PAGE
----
What values are most important to you?

To me it’s just important to stay very, very honest with myself, who I am, my music, and just do it for the sake of making awesome music. I never want it to be about anything beside that, and to me, I think that will make the difference in what my music sounds like and turns out like and who I end up working with, because I just want to work with people who want to make awesome music.

When have been those moments you’ve had to step back and ask, “Is this about my music?”

Yeah absolutely. There have definitely been opportunities where you go, “Is it about the money? It is about the influence?” whatever it’s about, and then I have to step back and be like, “Is this the best move for the music in the end?” No matter what is on the table or what is being offered, it has to be best for this project that I’ve been growing.


Being just 20 years old, the lure of having fame and fortune seems like it would be incredibly strong. What keeps you from jumping into something that might have quick rewards but in the long run, wouldn’t be best for your career?

Honestly, it is definitely my family. My family has definitely kept me in a place where — I mean from where I come from, money doesn’t mean the same thing as it does in other places, and for me, fame is not why I’m doing this, money is not why I’m doing this. So none of those things matter to me. Obviously I’m very, very grateful that my YouTube career is now at the point where I can support myself just off the music. I used to work at a nursing home and I got to quit that last year, and I’m so grateful for that and I hope that I will continue to be able to support myself that way, but I just the love the music. I’m in it for the music.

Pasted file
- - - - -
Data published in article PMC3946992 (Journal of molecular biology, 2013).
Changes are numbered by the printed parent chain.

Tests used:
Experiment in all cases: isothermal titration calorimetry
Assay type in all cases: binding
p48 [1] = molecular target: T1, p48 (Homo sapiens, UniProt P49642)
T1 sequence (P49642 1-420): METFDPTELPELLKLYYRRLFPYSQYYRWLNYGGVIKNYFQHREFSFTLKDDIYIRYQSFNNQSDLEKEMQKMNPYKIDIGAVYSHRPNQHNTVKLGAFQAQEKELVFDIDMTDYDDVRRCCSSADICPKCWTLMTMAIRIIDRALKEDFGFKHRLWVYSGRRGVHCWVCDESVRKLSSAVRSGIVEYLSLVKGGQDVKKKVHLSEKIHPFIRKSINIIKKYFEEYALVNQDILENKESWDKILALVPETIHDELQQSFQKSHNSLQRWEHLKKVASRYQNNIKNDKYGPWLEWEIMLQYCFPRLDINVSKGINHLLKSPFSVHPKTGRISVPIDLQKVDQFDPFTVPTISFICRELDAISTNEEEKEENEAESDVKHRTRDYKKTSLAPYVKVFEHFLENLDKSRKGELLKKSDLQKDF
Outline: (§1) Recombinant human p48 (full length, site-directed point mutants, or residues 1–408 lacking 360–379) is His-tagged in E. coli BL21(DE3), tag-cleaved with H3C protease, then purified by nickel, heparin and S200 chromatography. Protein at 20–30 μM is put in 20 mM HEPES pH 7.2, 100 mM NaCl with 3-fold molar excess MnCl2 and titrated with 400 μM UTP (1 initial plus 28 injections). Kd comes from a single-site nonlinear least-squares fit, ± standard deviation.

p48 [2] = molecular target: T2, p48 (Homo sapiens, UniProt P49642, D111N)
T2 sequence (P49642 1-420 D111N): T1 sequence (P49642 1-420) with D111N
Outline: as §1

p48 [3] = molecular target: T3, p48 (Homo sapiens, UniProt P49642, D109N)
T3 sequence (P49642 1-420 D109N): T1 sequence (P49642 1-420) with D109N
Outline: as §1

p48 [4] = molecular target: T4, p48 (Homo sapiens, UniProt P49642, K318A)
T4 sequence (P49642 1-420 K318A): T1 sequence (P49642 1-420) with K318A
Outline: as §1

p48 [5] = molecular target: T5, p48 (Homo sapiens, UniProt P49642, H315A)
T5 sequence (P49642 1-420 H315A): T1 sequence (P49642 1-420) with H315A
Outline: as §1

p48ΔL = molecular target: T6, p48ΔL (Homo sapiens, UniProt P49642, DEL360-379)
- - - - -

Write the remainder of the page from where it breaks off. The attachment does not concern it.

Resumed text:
What was your experience like working at a nursing home? That’s a hard job.

It’s a hard job, it’s a gross job. I won’t tell you any stories because nobody will want to hear those [laughs]. It taught me about hard work, and it also makes me appreciate it now that I don’t have to work there about a hundred times more because I had to go through that and it wasn’t fun.

Did you work there full time?

I worked there mostly full time. It was so that I could pay for my tickets to L.A. basically.

That’s a lot of balancing. What was your first big purchase when you went into music full time?

My new apartment, honestly. About a year later, I’ve let myself buy anything for me. A house, a couch, a TV, those types of things that go along with having an apartment. But I bought a ukulele the other day! I’ve been waiting to buy that for a while.

Is it here now?

I didn’t bring it with me but I definitely want to bring it here because the ukulele and the palm trees make sense, right?

Looking forward to VidCon, how is your trip looking like right now?

So for VidCon I play two songs on the main stage, and then I have a Fullscreen — I think they call it a “fan session” where I do two songs and then an interview and then a meet and greet, and then I have some interviews and things like that. And then just for me, it’s going to be a bunch of fun meeting all these people that I just have watched their videos forever.

Who are you really excited to meet?

I’m really excited to meet — I don’t know how many of these people will be here. I know Tyler Oakley is going to be here; that one is going to be really fun. I’ve already met a lot of them, but again seeing Tyler Ward and Alex G and all the Keep Your Soul people I think are going to come, so that will be fun to see them all in one place.

Do you work with all the Keep Your Soul people, or is everyone in a different place?